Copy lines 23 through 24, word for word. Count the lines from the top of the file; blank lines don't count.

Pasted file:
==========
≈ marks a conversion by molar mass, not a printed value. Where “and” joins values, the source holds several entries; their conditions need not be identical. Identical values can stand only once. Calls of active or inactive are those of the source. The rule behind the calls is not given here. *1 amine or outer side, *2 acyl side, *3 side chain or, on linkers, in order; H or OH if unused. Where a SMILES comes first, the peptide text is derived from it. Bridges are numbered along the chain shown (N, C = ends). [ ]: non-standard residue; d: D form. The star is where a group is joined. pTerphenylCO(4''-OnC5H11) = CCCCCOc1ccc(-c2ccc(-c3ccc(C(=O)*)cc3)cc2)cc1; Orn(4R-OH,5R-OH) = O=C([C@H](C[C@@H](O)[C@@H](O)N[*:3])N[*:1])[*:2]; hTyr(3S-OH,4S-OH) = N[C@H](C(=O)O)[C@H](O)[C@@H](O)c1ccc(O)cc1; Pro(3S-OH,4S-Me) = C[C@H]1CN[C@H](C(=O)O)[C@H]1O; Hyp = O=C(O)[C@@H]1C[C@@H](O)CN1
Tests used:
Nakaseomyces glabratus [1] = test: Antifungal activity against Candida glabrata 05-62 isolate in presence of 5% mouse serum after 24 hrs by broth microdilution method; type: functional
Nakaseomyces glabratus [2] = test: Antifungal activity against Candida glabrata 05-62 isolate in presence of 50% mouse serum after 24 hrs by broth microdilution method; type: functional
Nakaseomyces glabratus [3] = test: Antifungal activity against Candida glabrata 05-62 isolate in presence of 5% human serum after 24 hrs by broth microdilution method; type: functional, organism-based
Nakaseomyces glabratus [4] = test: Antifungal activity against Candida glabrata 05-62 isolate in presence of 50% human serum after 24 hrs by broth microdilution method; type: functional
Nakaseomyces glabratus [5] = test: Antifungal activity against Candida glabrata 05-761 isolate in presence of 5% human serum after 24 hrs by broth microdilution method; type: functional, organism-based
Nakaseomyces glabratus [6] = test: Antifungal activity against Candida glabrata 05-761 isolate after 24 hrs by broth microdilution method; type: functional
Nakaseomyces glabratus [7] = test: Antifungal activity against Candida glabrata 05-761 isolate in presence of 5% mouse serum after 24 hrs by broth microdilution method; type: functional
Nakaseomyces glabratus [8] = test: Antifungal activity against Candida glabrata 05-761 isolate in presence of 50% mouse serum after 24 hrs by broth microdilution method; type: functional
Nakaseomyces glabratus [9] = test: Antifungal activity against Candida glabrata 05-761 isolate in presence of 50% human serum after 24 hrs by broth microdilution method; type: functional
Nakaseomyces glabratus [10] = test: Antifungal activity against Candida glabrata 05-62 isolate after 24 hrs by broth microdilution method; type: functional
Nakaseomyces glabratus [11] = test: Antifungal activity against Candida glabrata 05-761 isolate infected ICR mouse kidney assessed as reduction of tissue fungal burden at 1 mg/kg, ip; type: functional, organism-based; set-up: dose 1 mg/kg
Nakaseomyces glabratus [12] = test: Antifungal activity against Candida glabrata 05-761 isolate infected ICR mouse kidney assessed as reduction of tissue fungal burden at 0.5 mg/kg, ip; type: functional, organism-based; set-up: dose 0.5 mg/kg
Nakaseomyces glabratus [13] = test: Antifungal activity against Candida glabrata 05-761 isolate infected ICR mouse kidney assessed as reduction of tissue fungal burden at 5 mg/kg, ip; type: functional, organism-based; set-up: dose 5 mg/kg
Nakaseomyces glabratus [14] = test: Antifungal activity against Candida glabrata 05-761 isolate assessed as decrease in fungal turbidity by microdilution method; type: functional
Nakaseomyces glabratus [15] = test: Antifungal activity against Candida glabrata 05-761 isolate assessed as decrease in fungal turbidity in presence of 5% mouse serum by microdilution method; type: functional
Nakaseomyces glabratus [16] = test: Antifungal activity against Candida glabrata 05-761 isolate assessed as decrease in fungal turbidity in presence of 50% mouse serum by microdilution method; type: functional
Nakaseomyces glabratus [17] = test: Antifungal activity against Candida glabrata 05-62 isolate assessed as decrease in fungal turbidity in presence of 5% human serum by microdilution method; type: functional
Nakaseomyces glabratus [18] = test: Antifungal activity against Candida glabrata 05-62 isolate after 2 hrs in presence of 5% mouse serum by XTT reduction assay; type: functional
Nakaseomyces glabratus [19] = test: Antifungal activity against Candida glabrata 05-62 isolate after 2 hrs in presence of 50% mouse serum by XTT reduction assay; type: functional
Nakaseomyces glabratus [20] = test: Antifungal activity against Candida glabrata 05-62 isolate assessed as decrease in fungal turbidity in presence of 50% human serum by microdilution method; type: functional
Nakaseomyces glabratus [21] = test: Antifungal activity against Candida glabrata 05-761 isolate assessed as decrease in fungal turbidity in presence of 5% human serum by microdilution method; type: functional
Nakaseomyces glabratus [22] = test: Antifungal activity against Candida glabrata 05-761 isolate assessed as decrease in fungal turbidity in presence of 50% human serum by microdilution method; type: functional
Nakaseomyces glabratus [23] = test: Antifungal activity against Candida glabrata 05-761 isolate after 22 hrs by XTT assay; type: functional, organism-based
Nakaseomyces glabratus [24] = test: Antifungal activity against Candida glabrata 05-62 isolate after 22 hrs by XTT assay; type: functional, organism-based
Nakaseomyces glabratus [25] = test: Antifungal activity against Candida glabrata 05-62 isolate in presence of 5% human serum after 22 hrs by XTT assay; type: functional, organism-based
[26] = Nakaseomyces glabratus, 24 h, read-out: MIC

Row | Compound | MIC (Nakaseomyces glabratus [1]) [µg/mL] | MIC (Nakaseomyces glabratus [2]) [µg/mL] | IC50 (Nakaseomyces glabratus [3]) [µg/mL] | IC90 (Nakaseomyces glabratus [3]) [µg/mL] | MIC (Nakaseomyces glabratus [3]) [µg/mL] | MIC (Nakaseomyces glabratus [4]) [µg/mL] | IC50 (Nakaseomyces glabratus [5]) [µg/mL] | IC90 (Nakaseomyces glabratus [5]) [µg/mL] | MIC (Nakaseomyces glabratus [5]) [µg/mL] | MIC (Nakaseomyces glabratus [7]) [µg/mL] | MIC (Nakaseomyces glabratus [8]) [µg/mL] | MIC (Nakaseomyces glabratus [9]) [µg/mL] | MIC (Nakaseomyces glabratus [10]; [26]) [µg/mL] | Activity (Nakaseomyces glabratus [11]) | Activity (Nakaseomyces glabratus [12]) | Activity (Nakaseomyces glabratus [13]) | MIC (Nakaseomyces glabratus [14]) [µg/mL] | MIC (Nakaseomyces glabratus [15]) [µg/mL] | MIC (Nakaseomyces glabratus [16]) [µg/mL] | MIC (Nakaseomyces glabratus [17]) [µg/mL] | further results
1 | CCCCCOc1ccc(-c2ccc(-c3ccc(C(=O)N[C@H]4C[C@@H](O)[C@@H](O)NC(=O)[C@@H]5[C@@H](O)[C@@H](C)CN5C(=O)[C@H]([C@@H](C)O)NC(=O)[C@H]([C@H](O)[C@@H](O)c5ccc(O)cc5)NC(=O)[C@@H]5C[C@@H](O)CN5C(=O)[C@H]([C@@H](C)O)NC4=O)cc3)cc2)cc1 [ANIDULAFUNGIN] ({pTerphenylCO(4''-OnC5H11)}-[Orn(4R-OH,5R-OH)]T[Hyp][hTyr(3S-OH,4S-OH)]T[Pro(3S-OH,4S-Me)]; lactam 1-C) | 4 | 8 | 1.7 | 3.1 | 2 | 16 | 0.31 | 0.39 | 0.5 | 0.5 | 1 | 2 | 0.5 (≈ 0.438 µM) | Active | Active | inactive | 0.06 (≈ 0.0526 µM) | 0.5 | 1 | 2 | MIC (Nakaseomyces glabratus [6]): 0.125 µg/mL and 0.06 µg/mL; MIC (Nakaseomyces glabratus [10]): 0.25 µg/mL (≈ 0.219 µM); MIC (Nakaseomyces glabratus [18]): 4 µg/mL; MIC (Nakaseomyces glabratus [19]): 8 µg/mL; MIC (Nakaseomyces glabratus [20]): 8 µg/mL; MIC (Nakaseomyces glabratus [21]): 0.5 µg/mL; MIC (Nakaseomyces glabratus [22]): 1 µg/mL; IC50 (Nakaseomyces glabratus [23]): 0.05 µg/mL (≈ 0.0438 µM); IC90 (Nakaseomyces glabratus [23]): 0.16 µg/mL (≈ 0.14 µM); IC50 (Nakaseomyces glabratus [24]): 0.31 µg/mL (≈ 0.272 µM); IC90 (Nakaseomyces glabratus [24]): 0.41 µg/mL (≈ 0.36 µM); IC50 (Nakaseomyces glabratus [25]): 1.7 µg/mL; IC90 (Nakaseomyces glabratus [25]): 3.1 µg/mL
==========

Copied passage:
Nakaseomyces glabratus [21] = test: Antifungal activity against Candida glabrata 05-761 isolate assessed as decrease in fungal turbidity in presence of 5% human serum by microdilution method; type: functional
Nakaseomyces glabratus [22] = test: Antifungal activity against Candida glabrata 05-761 isolate assessed as decrease in fungal turbidity in presence of 50% human serum by microdilution method; type: functional